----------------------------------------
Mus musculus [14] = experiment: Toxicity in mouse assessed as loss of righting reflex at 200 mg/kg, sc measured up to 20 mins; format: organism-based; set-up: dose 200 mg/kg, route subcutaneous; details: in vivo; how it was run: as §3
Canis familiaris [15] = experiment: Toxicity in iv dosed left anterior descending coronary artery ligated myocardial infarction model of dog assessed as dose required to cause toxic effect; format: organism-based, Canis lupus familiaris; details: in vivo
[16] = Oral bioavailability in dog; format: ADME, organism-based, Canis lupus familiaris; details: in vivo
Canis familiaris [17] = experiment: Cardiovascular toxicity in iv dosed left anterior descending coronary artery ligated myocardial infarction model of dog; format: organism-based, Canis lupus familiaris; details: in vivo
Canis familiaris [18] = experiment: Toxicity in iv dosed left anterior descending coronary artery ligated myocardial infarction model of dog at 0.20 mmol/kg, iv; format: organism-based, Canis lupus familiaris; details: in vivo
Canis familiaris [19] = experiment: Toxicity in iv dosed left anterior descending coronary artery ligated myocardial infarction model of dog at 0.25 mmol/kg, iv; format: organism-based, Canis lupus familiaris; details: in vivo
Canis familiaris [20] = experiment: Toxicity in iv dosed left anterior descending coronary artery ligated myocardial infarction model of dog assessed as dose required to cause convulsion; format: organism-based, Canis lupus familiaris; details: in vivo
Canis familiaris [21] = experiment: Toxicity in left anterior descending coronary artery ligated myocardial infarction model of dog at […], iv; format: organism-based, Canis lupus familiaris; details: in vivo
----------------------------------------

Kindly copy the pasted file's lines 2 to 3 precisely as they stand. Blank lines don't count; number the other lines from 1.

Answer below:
Canis familiaris [15] = experiment: Toxicity in iv dosed left anterior descending coronary artery ligated myocardial infarction model of dog assessed as dose required to cause toxic effect; format: organism-based, Canis lupus familiaris; details: in vivo
[16] = Oral bioavailability in dog; format: ADME, organism-based, Canis lupus familiaris; details: in vivo